Nutrient cycling, water regulation, and other soil functions are normal processes occurring in all ecosystems. From these functions come many benefits to humans, such as food production, water quality, and flood control, which have value economically or in improved quality of life. People can increase or decrease the value of soil benefits because land-management choices affect soil functions. Thus, it is important to understand what benefits we derive from soil and their value so we can appreciate the importance of managing land in a way that maintains soil functions.
People tend to emphasize benefits with the most direct, private economic value. In rural areas, this is usually plant growth especially as crops and rangeland, but also as recreation areas. In urban/suburban areas, the most direct economic benefits of soil relate to structural support for buildings, roads, and parking. Landscaping, gardening and parklands may also be valued economically.
Those are all on-site, short-term benefits. That is, the landowner who decides how to manage the soil also reaps the benefits (and costs) of those management decisions. In contrast, many important benefits are long-term or go beyond the land being managed. The landholders who make the management choices and pay the costs of managing land may not be the same people who are affected by the landholders decisions. Society should discuss the value of these off-site benefits and to what extent the land owner or society should pay to maintain these soil functions.
Water quality of streams, lakes, oceans, and groundwater
Air quality, especially particulates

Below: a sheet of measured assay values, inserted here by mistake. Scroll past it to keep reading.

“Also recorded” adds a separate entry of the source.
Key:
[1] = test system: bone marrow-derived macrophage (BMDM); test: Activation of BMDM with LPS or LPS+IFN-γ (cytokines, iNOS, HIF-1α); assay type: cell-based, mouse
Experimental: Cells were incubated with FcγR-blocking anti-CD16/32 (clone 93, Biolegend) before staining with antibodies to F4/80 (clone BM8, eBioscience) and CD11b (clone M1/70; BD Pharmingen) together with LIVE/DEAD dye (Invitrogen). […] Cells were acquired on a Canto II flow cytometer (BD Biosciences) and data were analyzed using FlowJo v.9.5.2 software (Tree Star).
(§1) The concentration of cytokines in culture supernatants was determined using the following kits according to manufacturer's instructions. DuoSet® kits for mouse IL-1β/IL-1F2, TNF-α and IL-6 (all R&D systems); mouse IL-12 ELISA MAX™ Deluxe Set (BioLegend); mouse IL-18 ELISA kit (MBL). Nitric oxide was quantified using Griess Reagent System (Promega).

Greenhouse gases, including carbon dioxide, methane, and nitrous oxide.
Water flow and flood control
Sustainability of land productivity
|Soil Function||Benefit of Value to Humans|
Delivery of nutrients to plants
Carbon storage improves a variety of soil functions
Enhances water and air quality
Storage of N and C can reduce greenhouse gas emissions
|Maintaining biodiversity and habitat||
Supports the growth of crops, rangeland plants, and trees
May increase resistance and resilience to stress
Reduces pesticide resistance
Helps maintain genetic diversity
Supports wild species and reduces extinction rates
Improves aesthetics of landscape
Provides erosion control
Allows on-site water recharge of streams and ponds
Makes water available for plants and animals
Provides flood and sedimentation control
|Filtering and buffering||Can maintain salt, metal and micronutrient levels within range tolerable to plants and animals||Improves water and air quality|
|Physical stability and support||
Acts as a medium for plant growth
Supports buildings and roads
|Stores archeological items
|Multiple functions||Sustains productivity||Maintains or improves air and/or water quality|